Debate Update: October 2019 Democratic Debate Survey Responses

November, 04 2019

Immediately following each presidential debate, we will survey the 30 participants in our Jewish Political Voices Project to get their reaction to the candidates’ performances and the debate’s impact on the campaign. We received responses from 25 of our voters following the most recent debate on October 15. Here are a few take-aways:

1) Of the 17 Democrats who responded, two said they no longer have a top-choice candidate and are now interested in several candidates or are “undecided.” One had previously chosen Senator Elizabeth Warren as his top choice and the other had favored Mayor Pete Buttigieg. Rabbi Daniel Levin of Florida, described his move away from Warren following the debate:

I think Elizabeth Warren, while exciting to the base on the left, will likely alienate moderate Democrats and moderate Republicans who switched from Obama to Trump in the last election. Her policies and her affect punctuate the sense of elitism and lack of connection to the core issues of centrist Americans. 

2) Three of the four Republicans who responded to the survey and are not Trump supporters said they came away with new interest in some Democratic candidates. Buttigieg and Senator Amy Klobuchar peaked two people’s interest while former Vice President Joe Biden lost the interest of one voter.

Below is sampling of post-debate reactions from our participants.


Robert Schwebel (D-AZ): I thought moderates and progressives represented themselves well, except perhaps Biden, who seems to lose coherence when he talks at length.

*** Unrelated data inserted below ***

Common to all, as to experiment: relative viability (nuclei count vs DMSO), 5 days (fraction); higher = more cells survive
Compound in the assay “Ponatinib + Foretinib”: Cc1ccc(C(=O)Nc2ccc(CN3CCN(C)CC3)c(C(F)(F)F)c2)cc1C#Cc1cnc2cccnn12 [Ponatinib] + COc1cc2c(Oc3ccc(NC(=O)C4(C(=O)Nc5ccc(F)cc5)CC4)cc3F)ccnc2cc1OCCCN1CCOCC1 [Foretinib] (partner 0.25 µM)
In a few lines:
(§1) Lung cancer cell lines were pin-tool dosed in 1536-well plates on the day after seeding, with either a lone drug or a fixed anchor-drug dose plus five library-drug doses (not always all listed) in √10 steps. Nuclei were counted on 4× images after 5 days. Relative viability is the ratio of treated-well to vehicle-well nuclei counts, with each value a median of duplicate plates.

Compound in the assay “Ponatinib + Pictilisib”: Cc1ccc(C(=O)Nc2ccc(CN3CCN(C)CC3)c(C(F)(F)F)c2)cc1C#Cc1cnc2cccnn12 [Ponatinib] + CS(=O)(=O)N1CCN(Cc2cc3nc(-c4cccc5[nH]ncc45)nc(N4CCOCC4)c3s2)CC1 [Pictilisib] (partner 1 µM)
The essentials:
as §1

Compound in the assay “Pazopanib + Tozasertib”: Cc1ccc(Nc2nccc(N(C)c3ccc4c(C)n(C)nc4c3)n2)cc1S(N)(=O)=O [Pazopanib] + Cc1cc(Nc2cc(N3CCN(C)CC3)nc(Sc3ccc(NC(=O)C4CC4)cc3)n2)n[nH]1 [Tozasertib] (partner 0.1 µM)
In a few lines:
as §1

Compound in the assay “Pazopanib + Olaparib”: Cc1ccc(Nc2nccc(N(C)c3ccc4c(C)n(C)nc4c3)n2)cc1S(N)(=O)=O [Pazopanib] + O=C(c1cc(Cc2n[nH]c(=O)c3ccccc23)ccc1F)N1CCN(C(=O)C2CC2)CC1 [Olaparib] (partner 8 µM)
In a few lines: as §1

Stephanie Wurdarski (D-PA): I am tired of the media narrative about this being a three-person race and think that a brief history lesson would demonstrate otherwise, e.g. Obama, Kerry and Clinton were all significantly down at this time in the race.

Alan Zimmerman (D-VA): Democrats tend to do best when they think and, if elected, act, big and bold (FDR, JFK, LBJ, Obama), and tend to falter when they try to play small ball (Carter, Dukakis, Mondale, Kerry).

Nancy Santanello (D-PA): I am concerned about how many men do not like Warren because she comes off as aggressive to them. I am not sure how to overcome this issue, since I do not feel the same. However, I keep hearing this from men in particular.

Rabbi Felipe Goodman (D-NV): Bernie Sanders and Elizabeth Warren have great ideas, but how on earth will they implement them without the country going into financial chaos?

Lavea Brachman (D-OH): We need a middle-of-the-road candidate to take on Donald Trump.

Hannah Rosenthal (D-WI): Not enough heard from second-tier candidates. I don’t think the pundits give Booker enough credit.

Rabbi Dan Levin (D-FL): I came away from the debate perhaps even more concerned about the ability of a Democratic nominee to capture the White House. The hard tack to the left by so many of the candidates may play well with the base, but I believe runs the risk of alienating moderate voters.

Miriam Laing (D-FL): While I hope to have one of my top three become the Democratic candidate, I would vote for a broken table if it had a chance to get Trump out of the White House.


Lou Weiss (R-PA): I don’t see any of these guys beating Trump. No one broke through the miasma of crazy giveaways and anti-Trump jeremiads. We know they hate Trump.

Sander Eizen (R-MI): I would rather a non-Trump Republican than just about every single person on the stage.  Buttigieg, Yang, and Klobuchar all did a great job at attacking the leftness of Sanders and Warren in a way that will resonate well with Moderate Democrats, Republicans and independents.

Andrew Smith (R-OH): Biden is probably the most qualified and least radical, but his mental acuity has clearly diminished. On policy Klobuchar might be my best fit. I remain curious about Mayor Pete.

Mark Goldhaber (R-NC): If there was a Democrat I might consider, it might be Klobuchar.

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